Wednesday, May 26, 2010

Book Events: Inspired by True Crime at the New York Public Library PLUS a Giveaway!

When Lyn Miller-Lachman contacted me about reviewing Gringolandia, she also mentioned that on May 25th she'd be at the Battery Park City branch of the New York Public Library on a panel with two other authors, Andrew Xia Fukuda (Crossing) and Peter Marino (Magic and Misery and Doughboy). Even though the panel was scheduled to be right in the middle of BEA (aka, craziest time of the year at work), I worked through my tiredness yesterday and made it all the way down to Battery Park City for the panel.

The library was extremely hot and stuffy - summer is hitting New York but the library doesn't get to turn on its air conditioning until June 1st. A small group was gathered for the presentation and despite the fliers saying it was a talk for 12-18 year olds, it was just adults in attendance. Before the panel got started I introduced myself to Lyn and chatted with her for a few minutes and she introduced me to Pegi Deitz Shea, author of the upcoming Abe in Arms. I also met a few book publicists who I hope to catch dinner with as part of the Book Blogger Con festivities later this week.

But enough about me - let's get to the panel!

Peter spoke first, presenting us with the PowerPoint presentation the dean of his college has dubbed "death by PowerPoint." About halfway through the presentation, I was agreeing with the dean and wanted to point Peter towards the Slate article on how not to do PowerPoint presentations. He spoke about a 1999 incident in upstate New York where a 16 year old gay boy turned on his harassers after days of anti-gay harassment by hitting the other boys with a stick. As this was five months after Columbine, the school's zero tolerance policy was put into effect and he was suspended for months while the boys who harassed him escaped punishment. This set up some of the dynamics in his book Magic and Misery about a girl and her gay best friend.

Next the presentation detoured into talking about Dough Boy, with some statistics about obesity and bullying.

Then we were back onto LGBT bullying with statistics from the 2007 GLSEN School Climate Survey. He said that the results of the survey seemed more dire than what he heard was going on in schools - but his only point of evidence supporting his claim was that girls are going through "bi-phases" in high school and that's seen as okay. I really wanted to point out that of course girls acting bi is going to be seen as okay thanks to the sub-genre of lesbian porn, the aesthetics of which permeate our culture even if you aren't looking for it. Until it's okay for not-conventionally-attractive girls to identify as bisexual, or boys can walk down the hallway hand in hand without harassment, school culture is going to remain unsafe.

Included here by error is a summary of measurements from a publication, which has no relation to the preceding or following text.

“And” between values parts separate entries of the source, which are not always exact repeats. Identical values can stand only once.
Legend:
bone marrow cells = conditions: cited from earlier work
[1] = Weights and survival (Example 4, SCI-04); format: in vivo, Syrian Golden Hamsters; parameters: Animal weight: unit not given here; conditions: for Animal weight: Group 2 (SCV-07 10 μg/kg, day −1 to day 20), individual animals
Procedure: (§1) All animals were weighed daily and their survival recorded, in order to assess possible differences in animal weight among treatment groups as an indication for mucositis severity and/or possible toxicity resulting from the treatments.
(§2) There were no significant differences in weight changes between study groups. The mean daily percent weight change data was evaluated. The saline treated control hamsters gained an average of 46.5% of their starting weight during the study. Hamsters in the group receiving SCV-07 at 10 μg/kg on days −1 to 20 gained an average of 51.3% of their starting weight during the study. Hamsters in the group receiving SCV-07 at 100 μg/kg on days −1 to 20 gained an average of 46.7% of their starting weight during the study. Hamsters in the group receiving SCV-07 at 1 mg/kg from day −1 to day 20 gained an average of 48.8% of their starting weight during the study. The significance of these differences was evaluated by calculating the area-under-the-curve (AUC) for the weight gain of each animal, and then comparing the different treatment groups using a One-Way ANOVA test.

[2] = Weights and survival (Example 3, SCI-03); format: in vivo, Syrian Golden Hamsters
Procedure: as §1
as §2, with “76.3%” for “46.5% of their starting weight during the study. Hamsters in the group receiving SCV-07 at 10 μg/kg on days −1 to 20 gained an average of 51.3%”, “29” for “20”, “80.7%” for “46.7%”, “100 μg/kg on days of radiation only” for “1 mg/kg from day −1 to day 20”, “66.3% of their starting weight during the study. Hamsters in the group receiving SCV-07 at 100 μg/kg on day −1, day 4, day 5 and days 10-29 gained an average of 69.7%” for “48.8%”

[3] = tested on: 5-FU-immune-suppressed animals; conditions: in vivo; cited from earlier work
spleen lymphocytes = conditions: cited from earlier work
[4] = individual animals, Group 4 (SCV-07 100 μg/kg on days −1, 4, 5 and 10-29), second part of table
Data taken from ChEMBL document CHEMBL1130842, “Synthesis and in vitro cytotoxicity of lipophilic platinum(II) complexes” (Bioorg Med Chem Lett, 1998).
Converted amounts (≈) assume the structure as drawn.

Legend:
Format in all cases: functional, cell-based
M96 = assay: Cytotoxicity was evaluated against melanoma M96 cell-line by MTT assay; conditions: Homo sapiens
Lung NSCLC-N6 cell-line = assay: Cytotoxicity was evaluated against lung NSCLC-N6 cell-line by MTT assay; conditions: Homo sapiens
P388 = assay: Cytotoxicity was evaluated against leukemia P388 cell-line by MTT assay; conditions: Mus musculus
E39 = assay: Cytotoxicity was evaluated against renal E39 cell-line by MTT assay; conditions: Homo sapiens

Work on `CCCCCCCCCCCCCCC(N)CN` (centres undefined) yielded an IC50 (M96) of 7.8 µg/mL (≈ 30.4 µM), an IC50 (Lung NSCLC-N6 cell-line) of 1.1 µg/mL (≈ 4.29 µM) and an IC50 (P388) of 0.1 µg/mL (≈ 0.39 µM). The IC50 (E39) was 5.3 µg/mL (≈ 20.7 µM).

Ahem. Moving on.

Lyn spoke next, with her own PowerPoint presentation that was much more succinct than Peter's and was clearly tailored for this specific panel. She gave us a lot of stats on Chile and Pinochet's reign of terror. She showed us chilling drawings made by political prisoners documenting their torture. She also gave more background on the story of Rodrigo Rojas Denegri, which plays a small part in the story of Gringolandia.

Finally Andrew Xia Fukuda gave us a PowerPoint-free talk, explaining that when Lyn had first asked him to be part of the panel he didn't think his book was a great fit because there was no specific crime that inspired Crossing. However, the more he thought about it he realized that two very different crimes had, at least subconsciously, inspired him. First in 1997 while he was living in Japan, his city was terrorized by a knife-wielding lunatic who went from threatening school children with knives, to stabbing them and finally progressed to brutal murders. The entire city was on edge and the fear was almost palpable, much like the community in Crossing feels. The second inspiration came from the Virginia Tech Shootings. At the time Andrew was struggling with the book and felt his protagonist was missing something, and then the shooting happened and with it the news that the shooter was an Asian-American man. Andrew actually shelved the book and vowed to never publish it because at the time his protagonist was also a dark character who could be seen as supporting some of the worst Asian-American stereotypes a la the Virginia Tech shooter. But over the following weeks and months Andrew re-thought the character and figured out how to add subtleties and nuances to make him much more than just a stereotype, and gives us the book that is out today.